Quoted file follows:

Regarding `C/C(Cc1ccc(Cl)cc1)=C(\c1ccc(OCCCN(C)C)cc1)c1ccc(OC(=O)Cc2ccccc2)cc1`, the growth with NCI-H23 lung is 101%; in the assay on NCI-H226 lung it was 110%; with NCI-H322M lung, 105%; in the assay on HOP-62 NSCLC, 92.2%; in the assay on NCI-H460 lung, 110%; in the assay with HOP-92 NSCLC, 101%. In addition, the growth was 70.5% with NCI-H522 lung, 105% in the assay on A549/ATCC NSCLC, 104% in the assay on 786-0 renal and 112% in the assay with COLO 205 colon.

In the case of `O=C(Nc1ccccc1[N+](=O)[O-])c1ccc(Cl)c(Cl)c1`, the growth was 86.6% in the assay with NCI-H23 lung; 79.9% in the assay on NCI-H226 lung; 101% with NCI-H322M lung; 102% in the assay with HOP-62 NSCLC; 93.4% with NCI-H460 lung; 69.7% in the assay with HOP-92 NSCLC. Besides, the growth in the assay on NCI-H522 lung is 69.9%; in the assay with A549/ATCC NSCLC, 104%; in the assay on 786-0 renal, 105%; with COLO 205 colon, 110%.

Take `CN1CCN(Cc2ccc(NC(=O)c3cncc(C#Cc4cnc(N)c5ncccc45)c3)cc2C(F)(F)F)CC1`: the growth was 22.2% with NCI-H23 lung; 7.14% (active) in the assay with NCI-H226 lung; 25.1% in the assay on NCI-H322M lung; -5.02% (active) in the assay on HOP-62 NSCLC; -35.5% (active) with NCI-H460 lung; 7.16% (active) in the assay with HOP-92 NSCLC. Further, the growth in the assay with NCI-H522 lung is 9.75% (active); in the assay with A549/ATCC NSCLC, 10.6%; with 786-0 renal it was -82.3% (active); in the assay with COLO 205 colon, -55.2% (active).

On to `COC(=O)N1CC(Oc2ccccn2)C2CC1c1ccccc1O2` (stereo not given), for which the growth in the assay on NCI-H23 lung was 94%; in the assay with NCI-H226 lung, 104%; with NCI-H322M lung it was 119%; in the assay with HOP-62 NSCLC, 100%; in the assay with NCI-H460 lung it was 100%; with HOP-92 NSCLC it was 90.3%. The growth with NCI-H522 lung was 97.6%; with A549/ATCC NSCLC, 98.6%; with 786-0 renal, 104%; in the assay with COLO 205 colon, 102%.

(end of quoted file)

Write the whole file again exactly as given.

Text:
Regarding `C/C(Cc1ccc(Cl)cc1)=C(\c1ccc(OCCCN(C)C)cc1)c1ccc(OC(=O)Cc2ccccc2)cc1`, the growth with NCI-H23 lung is 101%; in the assay on NCI-H226 lung it was 110%; with NCI-H322M lung, 105%; in the assay on HOP-62 NSCLC, 92.2%; in the assay on NCI-H460 lung, 110%; in the assay with HOP-92 NSCLC, 101%. In addition, the growth was 70.5% with NCI-H522 lung, 105% in the assay on A549/ATCC NSCLC, 104% in the assay on 786-0 renal and 112% in the assay with COLO 205 colon.

In the case of `O=C(Nc1ccccc1[N+](=O)[O-])c1ccc(Cl)c(Cl)c1`, the growth was 86.6% in the assay with NCI-H23 lung; 79.9% in the assay on NCI-H226 lung; 101% with NCI-H322M lung; 102% in the assay with HOP-62 NSCLC; 93.4% with NCI-H460 lung; 69.7% in the assay with HOP-92 NSCLC. Besides, the growth in the assay on NCI-H522 lung is 69.9%; in the assay with A549/ATCC NSCLC, 104%; in the assay on 786-0 renal, 105%; with COLO 205 colon, 110%.

Take `CN1CCN(Cc2ccc(NC(=O)c3cncc(C#Cc4cnc(N)c5ncccc45)c3)cc2C(F)(F)F)CC1`: the growth was 22.2% with NCI-H23 lung; 7.14% (active) in the assay with NCI-H226 lung; 25.1% in the assay on NCI-H322M lung; -5.02% (active) in the assay on HOP-62 NSCLC; -35.5% (active) with NCI-H460 lung; 7.16% (active) in the assay with HOP-92 NSCLC. Further, the growth in the assay with NCI-H522 lung is 9.75% (active); in the assay with A549/ATCC NSCLC, 10.6%; with 786-0 renal it was -82.3% (active); in the assay with COLO 205 colon, -55.2% (active).

On to `COC(=O)N1CC(Oc2ccccn2)C2CC1c1ccccc1O2` (stereo not given), for which the growth in the assay on NCI-H23 lung was 94%; in the assay with NCI-H226 lung, 104%; with NCI-H322M lung it was 119%; in the assay with HOP-62 NSCLC, 100%; in the assay with NCI-H460 lung it was 100%; with HOP-92 NSCLC it was 90.3%. The growth with NCI-H522 lung was 97.6%; with A549/ATCC NSCLC, 98.6%; with 786-0 renal, 104%; in the assay with COLO 205 colon, 102%.